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Effect of Training-Induced Changes in Achilles Tendon Stiffness on Muscle-Tendon Behavior During Landing.


ABSTRACT: During rapid deceleration of the body, tendons buffer part of the elongation of the muscle-tendon unit (MTU), enabling safe energy dissipation via eccentric muscle contraction. Yet, the influence of changes in tendon stiffness within the physiological range upon these lengthening contractions is unknown. This study aimed to examine the effect of training-induced stiffening of the Achilles tendon on triceps surae muscle-tendon behavior during a landing task. Twenty-one male subjects were assigned to either a 10-week resistance-training program consisting of single-leg isometric plantarflexion (n = 11) or to a non-training control group (n = 10). Before and after the training period, plantarflexion force, peak Achilles tendon strain and stiffness were measured during isometric contractions, using a combination of dynamometry, ultrasound and kinematics data. Additionally, testing included a step-landing task, during which joint mechanics and lengths of gastrocnemius and soleus fascicles, Achilles tendon, and MTU were determined using synchronized ultrasound, kinematics and kinetics data collection. After training, plantarflexion strength and Achilles tendon stiffness increased (15 and 18%, respectively), and tendon strain during landing remained similar. Likewise, lengthening and negative work produced by the gastrocnemius MTU did not change detectably. However, in the training group, gastrocnemius fascicle length was offset (8%) to a longer length at touch down and, surprisingly, fascicle lengthening and velocity were reduced by 27 and 21%, respectively. These changes were not observed for soleus fascicles when accounting for variation in task execution between tests. These results indicate that a training-induced increase in tendon stiffness does not noticeably affect the buffering action of the tendon when the MTU is rapidly stretched. Reductions in gastrocnemius fascicle lengthening and lengthening velocity during landing occurred independently from tendon strain. Future studies are required to provide insight into the mechanisms underpinning these observations and their influence on energy dissipation.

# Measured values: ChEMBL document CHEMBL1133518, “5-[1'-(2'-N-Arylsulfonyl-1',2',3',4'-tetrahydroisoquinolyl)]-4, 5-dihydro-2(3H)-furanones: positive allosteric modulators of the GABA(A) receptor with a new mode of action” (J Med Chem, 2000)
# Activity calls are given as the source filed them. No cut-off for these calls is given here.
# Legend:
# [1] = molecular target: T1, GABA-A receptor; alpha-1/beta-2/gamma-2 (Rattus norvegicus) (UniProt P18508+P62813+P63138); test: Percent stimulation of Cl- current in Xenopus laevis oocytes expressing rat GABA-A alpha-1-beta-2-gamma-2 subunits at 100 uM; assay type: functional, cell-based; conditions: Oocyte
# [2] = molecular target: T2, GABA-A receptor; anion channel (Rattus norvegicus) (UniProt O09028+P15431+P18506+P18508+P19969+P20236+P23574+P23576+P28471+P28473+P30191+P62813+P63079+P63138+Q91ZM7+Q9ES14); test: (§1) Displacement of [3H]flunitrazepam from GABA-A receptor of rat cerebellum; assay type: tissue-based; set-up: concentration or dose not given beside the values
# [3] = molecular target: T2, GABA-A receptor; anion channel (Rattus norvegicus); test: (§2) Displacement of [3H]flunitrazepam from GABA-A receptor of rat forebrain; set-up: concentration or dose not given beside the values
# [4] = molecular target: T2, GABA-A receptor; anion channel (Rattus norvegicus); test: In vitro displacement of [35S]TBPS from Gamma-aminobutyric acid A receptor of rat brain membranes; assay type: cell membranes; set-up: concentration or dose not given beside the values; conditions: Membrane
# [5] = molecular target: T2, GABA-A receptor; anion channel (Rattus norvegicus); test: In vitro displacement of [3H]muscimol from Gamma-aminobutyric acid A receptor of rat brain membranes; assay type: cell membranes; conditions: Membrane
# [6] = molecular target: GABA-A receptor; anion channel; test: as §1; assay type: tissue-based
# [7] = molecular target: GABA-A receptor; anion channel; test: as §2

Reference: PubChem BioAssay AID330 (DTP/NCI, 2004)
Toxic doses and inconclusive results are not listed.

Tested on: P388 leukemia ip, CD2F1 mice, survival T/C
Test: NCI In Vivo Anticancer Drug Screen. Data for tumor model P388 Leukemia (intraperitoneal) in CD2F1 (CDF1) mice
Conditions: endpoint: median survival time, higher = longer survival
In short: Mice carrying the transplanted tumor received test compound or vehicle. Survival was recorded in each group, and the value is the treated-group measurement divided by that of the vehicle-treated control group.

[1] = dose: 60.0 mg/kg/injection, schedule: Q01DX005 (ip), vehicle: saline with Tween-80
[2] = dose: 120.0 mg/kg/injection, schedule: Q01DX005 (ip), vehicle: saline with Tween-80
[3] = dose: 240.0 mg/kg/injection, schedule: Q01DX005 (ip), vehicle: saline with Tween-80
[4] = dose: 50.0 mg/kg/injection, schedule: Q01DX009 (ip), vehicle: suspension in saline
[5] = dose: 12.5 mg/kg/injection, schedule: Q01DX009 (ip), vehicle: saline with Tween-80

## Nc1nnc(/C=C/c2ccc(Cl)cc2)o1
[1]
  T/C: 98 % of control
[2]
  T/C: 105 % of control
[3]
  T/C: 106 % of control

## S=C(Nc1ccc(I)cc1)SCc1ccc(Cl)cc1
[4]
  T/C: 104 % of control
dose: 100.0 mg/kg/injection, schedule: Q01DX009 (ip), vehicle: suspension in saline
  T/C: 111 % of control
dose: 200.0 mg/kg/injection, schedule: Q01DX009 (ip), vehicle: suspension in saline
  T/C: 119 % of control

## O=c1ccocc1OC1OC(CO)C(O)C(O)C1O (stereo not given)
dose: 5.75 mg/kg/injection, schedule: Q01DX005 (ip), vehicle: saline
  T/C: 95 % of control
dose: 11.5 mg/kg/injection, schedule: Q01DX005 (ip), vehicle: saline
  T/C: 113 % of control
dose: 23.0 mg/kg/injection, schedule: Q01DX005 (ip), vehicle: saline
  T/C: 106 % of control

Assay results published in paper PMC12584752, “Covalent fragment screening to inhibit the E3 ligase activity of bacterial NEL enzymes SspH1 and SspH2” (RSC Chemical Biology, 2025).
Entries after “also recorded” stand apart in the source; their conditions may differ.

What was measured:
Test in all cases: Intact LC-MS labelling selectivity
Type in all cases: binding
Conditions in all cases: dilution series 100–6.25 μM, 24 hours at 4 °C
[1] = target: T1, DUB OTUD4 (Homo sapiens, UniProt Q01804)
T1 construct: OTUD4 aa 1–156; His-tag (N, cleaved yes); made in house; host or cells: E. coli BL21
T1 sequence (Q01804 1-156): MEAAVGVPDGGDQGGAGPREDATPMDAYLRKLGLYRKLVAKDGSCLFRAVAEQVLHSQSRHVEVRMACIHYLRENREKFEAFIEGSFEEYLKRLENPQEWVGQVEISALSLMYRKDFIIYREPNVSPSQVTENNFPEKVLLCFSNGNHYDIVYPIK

PROVIDER: S-EPMC6028711 | BioStudies |

REPOSITORIES: biostudies

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